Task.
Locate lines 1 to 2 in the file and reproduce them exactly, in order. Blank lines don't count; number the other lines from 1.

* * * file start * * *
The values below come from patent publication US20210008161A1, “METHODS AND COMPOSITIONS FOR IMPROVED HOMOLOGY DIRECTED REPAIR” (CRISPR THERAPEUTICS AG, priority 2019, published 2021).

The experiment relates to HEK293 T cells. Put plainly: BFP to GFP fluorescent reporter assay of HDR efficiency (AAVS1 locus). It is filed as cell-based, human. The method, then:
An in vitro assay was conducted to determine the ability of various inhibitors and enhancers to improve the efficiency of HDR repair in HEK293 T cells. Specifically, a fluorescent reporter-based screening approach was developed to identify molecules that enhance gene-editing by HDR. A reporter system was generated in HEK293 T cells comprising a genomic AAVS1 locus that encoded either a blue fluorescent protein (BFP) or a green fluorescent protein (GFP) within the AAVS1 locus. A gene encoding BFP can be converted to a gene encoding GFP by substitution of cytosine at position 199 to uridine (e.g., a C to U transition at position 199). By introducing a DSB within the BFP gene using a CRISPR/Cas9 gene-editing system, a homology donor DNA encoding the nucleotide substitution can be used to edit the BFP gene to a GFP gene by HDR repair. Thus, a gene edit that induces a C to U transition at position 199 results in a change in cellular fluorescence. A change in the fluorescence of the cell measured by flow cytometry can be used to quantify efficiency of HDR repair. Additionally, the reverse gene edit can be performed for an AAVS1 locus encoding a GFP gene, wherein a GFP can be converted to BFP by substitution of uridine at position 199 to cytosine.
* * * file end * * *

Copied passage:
The values below come from patent publication US20210008161A1, “METHODS AND COMPOSITIONS FOR IMPROVED HOMOLOGY DIRECTED REPAIR” (CRISPR THERAPEUTICS AG, priority 2019, published 2021).

The experiment relates to HEK293 T cells. Put plainly: BFP to GFP fluorescent reporter assay of HDR efficiency (AAVS1 locus). It is filed as cell-based, human. The method, then: